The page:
I learned a new word with this unit: A zoonosis is any disease or infection that is naturally transmissible from vertebrate animals to humans. Zoonoses would be the plural!
We had such a good experience with the CDC Science Ambassador unit on the West Nile Virus that we decided to try one more unit: Healthy Pets, Healthy People (Note: Look on the second set of tabs for “Zoonotic Disease”). Besides with the way my kids love animals, we couldn’t go wrong with a pet unit!! We downloaded both of their units (Pets and People and What is Wrong with My Pet? — An Introduction to Zoonoses) and used elements of both for our own studies.
I took their suggestions and then made some worksheets for the kids since my kids are a bit younger than the target age (middle schoolers).
On the first day, the kids filled out a sheet about their favorite pet. They had to think about how they would interact with their pets over the course of a day or week. Even ED was VERY excited about this and so she talked about her answers while I wrote down what she said.
On the second day, I brought out a few “pets for sale” at the local pet shop. They could look and admire the pets while the kids filled out a sheet on the pros and cons of owning a pet:
Meanwhile, LD had a secret spy job. He had to watch and see how many times the girls touched the animals and then touched some part of their face. He kept a secret count. It turns out one of the girls touched her face about 15 times and the other touched hers more than 25 times!
We learned about how many people in the U.S. own pets. I had the kids use a online graphing tool at NCES.ed.gov to create a graph of the number of households that own pets (LD did this one):
and the number of pets owned in the U.S. (DD typed in all the data and created this graph):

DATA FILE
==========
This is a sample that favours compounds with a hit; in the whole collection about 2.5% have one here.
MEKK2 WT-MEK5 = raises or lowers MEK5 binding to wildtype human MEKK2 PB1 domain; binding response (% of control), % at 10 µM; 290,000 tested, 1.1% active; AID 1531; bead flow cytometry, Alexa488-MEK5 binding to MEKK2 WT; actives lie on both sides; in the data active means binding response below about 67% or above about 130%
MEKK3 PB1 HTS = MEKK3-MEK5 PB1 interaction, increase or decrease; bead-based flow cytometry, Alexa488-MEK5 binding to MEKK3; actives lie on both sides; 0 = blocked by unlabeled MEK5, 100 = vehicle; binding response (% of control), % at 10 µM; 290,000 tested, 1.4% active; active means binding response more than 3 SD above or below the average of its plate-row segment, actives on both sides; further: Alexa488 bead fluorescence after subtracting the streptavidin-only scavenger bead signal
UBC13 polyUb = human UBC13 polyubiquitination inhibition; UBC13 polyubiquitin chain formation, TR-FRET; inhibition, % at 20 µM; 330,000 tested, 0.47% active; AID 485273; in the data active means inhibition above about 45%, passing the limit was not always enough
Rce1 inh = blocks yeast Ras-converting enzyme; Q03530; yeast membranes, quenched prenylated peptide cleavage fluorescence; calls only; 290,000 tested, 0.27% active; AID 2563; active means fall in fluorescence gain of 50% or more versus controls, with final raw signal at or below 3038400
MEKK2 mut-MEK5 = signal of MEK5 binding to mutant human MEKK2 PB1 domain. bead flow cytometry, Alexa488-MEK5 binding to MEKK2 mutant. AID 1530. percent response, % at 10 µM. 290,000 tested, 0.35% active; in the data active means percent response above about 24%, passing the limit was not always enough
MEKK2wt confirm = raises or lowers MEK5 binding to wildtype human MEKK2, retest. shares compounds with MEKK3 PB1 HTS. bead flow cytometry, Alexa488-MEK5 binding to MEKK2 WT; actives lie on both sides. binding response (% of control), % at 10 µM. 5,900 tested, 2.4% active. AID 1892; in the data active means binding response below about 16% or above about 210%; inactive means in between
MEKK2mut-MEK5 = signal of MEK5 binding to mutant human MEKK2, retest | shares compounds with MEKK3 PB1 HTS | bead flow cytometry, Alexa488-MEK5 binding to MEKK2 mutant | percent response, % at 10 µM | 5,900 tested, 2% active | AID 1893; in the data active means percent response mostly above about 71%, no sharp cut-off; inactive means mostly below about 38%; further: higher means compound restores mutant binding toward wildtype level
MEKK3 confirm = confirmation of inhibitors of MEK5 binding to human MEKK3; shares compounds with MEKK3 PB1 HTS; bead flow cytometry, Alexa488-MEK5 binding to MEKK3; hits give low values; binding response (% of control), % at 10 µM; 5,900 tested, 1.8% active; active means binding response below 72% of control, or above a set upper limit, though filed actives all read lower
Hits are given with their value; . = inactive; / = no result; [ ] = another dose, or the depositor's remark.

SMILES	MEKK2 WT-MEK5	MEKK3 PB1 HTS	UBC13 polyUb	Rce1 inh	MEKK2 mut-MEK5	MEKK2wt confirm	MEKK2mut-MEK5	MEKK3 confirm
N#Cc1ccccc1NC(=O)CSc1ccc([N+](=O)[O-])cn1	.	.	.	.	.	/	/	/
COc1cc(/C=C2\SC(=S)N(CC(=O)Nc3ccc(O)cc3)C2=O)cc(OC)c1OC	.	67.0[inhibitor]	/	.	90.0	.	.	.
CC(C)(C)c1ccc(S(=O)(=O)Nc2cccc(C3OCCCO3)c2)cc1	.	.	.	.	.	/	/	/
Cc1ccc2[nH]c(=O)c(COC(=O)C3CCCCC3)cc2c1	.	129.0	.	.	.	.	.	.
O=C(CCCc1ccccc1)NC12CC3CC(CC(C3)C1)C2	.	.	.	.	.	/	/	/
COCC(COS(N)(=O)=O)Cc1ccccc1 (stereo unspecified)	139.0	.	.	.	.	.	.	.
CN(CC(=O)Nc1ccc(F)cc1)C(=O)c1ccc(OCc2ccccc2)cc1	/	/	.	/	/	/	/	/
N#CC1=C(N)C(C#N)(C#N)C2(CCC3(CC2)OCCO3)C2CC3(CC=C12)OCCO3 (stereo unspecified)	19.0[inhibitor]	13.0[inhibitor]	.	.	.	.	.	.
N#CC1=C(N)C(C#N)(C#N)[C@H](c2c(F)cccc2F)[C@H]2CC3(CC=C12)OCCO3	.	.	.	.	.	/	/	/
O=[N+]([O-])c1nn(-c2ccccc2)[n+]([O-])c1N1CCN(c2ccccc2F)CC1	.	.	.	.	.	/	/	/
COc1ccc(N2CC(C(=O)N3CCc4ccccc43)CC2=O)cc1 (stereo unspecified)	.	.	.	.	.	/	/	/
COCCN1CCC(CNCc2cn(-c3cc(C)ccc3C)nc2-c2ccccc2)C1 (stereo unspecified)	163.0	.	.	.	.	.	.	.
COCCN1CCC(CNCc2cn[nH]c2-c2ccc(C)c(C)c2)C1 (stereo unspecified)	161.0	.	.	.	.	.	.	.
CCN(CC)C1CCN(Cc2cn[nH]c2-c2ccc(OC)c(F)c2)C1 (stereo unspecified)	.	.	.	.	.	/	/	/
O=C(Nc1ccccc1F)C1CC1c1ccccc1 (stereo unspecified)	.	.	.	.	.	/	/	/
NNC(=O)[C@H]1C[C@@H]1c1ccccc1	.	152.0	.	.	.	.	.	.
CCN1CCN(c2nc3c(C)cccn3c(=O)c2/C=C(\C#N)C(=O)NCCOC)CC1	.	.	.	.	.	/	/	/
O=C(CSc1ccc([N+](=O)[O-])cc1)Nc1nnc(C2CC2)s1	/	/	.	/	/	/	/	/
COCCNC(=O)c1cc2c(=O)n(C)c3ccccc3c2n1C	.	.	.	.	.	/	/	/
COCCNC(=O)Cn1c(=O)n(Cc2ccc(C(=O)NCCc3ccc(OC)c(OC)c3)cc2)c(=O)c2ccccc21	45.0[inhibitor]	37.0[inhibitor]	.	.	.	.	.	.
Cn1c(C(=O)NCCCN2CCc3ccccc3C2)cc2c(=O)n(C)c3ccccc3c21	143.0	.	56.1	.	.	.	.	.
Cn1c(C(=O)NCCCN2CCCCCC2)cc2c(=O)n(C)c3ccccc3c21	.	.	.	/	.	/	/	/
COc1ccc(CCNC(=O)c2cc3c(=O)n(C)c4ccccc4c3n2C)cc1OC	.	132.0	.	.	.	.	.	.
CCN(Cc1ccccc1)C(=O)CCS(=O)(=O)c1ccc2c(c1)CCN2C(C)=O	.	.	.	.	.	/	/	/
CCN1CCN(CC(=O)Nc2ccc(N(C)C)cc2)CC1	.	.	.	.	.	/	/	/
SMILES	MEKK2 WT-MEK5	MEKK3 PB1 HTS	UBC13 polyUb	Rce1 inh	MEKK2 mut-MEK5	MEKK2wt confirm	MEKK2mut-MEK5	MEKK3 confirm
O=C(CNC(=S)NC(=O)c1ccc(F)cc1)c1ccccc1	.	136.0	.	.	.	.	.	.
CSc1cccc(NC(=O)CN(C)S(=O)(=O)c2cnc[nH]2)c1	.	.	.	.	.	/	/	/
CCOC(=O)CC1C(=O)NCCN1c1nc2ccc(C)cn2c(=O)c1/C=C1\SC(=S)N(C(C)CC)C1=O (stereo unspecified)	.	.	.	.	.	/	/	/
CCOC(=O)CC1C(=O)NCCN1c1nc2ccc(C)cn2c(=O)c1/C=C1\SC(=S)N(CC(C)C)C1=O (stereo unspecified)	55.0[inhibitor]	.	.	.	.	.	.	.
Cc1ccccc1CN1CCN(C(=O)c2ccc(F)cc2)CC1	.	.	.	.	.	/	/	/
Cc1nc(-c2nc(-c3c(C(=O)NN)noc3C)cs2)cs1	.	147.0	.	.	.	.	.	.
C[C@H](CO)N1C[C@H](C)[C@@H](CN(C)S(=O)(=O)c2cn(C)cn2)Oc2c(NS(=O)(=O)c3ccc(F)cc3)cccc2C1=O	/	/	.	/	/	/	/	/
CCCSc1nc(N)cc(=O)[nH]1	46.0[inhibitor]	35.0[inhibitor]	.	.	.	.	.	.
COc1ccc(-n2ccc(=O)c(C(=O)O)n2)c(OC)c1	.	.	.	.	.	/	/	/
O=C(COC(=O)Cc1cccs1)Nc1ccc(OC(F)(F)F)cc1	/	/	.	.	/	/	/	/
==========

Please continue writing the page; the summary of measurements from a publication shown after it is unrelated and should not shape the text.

**Funny enough, I wasn’t able to access the file to include this graph — “Due to a lapse of appropriations and the partial shutdown of the Federal Government, the systems that host nces.ed.gov have been shut down. Services will be restored as soon as a continuing resolution to provide funding has been enacted.”
Oh well, you’ll have to take my word that DD did a really nice job on her pie graph!! There are 145 million freshwater fish pets… followed by 95 million cats and 85 million dogs in America.
The kids then chose a disease, researched it and found out what it does to the pets, the treatment for pets, how it is transmitted to humans and how to treat it. DD chose rabies and you’d be amazed at the number of references to rabies we’ve run across the past week or so. For example, she was petting at someone’s dog and saw the rabies tag. “Mom!! This dog has rabies!!!” she practically shouted. I explained that the dog had been vaccinated against rabies!!
The last part of this unit, was that the kids took several of the pet problem cards, read what was going on with their pet (one dog was dragging it’s bottom across the floor…), and they had to figure out what illness the pet had (worms, in this case) and how to treat it. I let the kids use some of the reference sheets from the downloadable packets and crossed out some of the references (that’s why there are all those black dots on the sheets):
The Pet Problem cards you see in the photo above are at the are part of the CDC Science Ambassador Unit: Pets and People.
If you are interested you can download the sheets I made for the kids to go along with these free units:
Visit more of the free CDC Science Ambassador Units (for middle school and high school)
Related Post: Free CDC Lesson Plans Grades 4-8: Science Ambassador Program and our unit on the West Nile Virus